Education Minister Simon Birmingham admits failing system 'needs to change' amid NAPLAN outcry
Last night 60 Minutes exposed Australia’s woefully underperforming education system and revealed how the NAPLAN standardised testing regime – brought in to lift our results – is failing.
Education Minister Simon Birmingham has long been a staunch defender of the controversial NAPLAN tests but admitted to reporter Tom Steinfort the Australian education system needs to change.
For more on 60 Minutes and to watch ‘Spitting the dummy’ in full, head to the official website.
“We absolutely acknowledge that performance has not been satisfactory in terms of getting the return on investment, the growth and achievement that people would expect in Australian schools,” he said.
“That's why we want to see changes.”
After a decade of NAPLAN testing, our results as a nation have stagnated, and our international rankings have not improved. In fact, they’re going backwards.
A recent UN report card ranked Australia 39th out of 41 advanced countries when it comes to quality of schooling.
And in the OECD's latest Program for International Student Assessment (PISA), Australian high school students are up to two school years behind their peers in science, reading and maths.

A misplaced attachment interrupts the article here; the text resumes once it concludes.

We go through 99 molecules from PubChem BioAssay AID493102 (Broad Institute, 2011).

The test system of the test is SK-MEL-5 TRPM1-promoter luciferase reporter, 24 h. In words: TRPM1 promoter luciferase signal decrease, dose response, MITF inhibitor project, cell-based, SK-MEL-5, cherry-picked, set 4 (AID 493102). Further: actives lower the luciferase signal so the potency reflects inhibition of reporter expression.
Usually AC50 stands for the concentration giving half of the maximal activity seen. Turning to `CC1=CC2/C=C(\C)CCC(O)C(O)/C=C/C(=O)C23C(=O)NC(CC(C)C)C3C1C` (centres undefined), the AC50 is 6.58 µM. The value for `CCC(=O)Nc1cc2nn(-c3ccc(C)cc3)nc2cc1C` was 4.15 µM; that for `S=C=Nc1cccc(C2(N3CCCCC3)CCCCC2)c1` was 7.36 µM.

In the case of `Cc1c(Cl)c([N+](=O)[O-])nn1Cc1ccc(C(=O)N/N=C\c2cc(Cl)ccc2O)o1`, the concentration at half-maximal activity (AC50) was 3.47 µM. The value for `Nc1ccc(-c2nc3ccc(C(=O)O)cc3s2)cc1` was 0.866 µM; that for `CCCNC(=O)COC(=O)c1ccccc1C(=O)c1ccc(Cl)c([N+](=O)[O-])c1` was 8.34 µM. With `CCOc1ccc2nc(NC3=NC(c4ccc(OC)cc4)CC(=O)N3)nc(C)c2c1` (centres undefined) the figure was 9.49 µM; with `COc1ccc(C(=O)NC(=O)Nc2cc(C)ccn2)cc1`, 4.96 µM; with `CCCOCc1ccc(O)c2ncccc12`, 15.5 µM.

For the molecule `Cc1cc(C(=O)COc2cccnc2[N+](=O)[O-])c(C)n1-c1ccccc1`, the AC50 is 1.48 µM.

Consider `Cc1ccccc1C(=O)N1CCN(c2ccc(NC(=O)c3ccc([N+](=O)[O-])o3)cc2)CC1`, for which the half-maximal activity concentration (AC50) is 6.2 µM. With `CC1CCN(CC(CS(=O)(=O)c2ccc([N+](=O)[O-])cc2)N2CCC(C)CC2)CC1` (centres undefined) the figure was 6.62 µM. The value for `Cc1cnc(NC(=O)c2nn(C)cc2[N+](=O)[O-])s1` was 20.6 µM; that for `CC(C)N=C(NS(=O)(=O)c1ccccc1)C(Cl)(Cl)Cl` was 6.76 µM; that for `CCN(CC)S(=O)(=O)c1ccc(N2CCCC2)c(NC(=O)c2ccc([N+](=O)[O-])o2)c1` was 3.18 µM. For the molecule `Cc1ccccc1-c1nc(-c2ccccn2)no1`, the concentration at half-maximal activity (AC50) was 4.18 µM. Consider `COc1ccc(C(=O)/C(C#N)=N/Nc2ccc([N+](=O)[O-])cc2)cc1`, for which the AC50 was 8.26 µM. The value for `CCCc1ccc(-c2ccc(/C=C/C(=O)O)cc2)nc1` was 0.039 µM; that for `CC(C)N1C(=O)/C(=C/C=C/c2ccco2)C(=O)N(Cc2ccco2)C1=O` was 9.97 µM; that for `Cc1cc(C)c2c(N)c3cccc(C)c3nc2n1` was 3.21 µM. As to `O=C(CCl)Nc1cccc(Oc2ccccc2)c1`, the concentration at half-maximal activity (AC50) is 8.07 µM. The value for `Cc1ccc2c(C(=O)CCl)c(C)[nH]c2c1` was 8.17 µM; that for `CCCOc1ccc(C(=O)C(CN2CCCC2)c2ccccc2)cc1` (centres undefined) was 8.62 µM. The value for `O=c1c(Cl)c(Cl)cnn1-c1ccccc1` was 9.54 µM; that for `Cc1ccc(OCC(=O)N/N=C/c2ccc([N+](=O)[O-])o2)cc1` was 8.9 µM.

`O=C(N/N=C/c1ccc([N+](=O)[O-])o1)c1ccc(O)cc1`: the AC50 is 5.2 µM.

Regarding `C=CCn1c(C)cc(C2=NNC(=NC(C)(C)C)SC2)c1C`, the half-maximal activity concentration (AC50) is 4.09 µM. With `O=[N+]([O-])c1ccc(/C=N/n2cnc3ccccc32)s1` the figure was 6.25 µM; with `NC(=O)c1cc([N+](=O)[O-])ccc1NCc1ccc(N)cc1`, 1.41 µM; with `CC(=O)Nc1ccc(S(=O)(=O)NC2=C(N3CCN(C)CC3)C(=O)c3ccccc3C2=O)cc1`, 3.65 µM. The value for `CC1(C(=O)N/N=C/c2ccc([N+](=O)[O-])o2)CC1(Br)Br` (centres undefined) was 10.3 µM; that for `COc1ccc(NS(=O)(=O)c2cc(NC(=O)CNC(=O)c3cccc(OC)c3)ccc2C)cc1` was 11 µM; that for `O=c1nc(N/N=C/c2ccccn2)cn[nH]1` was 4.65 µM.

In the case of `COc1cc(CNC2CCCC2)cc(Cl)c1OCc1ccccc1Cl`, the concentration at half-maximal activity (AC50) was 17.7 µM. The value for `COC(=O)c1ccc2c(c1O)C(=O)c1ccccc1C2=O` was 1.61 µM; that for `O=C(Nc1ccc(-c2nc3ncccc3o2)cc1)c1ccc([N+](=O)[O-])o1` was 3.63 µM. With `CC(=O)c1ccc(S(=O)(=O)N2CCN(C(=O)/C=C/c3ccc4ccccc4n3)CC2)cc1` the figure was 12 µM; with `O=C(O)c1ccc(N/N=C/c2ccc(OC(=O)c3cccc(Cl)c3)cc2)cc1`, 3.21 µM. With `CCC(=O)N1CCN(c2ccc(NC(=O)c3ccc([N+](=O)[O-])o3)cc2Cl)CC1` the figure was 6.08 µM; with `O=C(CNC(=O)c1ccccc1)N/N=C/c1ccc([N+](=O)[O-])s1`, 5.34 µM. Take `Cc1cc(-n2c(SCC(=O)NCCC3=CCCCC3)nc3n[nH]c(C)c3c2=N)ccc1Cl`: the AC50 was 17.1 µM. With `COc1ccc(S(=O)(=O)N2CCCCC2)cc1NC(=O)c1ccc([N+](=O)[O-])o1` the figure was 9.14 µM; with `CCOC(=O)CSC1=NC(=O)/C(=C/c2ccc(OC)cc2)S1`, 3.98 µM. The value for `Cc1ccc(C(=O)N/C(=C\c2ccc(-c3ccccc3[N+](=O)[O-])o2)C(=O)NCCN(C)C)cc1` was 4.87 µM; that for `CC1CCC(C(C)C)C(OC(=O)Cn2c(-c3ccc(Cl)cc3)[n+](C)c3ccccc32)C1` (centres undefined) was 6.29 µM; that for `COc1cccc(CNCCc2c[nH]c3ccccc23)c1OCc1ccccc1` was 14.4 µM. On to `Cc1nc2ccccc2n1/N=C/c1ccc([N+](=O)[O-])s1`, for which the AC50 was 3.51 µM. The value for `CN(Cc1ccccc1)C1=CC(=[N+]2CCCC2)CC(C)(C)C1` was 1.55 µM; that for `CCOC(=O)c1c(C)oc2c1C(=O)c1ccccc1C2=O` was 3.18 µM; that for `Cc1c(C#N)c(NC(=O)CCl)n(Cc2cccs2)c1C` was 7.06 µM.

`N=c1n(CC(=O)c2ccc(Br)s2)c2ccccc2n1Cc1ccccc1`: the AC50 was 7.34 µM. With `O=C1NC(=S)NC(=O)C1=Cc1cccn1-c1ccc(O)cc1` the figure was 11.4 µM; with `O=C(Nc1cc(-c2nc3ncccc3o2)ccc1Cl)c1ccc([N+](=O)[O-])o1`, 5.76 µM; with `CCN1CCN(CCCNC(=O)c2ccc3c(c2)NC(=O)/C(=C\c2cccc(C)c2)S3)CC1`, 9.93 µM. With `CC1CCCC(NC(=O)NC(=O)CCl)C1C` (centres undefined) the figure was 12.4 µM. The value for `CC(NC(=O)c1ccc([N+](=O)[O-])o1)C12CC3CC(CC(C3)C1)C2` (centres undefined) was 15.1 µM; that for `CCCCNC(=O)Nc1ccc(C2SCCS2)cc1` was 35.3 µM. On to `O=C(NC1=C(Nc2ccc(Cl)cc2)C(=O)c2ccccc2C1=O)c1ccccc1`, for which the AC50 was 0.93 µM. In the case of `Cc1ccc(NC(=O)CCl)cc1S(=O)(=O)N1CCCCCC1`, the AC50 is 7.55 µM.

Teachers, politicians and academics are demanding NAPLAN be scrapped and are urging the federal government to drastically overhaul the Australian education system.
At an Education Council meeting in June, and under pressure from his state and territory counterparts, Minister Birmingham agreed a review would be launched into the way NAPLAN data is published – but stopped short of agreeing to scrap the entire system.
Meanwhile, Australia continues to lose valuable teachers who say the current education model is broken and the pressures of teaching are forcing them to abandon the profession.
John Antulov’s mother Trish died tragically earlier this year when she suffered a heart attack at her desk.
The coroner is investigating the school principal’s death but her son John believes without any doubt the stress of the job contributed to her death.
“I have done a lot of high stress jobs in the military, but you are equipped to deal with that specific stress,” John said.
“But I wouldn’t do (teaching). No way in the world.”
His story is an extreme case, but it highlights the pressure faced by teachers in today’s classroom. The constant focus on testing and administration is causing teachers to leave in droves.
Former teacher Gabbie Stroud walked away from her career in 2014, after witnessing the education system break too many of her colleagues.
“I could feel myself slipping away – like my actual identity slipping away – my ability to laugh and joke, and my ability to cry,” she says.
She believes the immense pressure on teachers to produce good NAPLAN results leaves them unable to do the job they were trained to do.
And if we continue to lose passionate teachers like Gabbie Stroud, the students are the ones who suffer the most.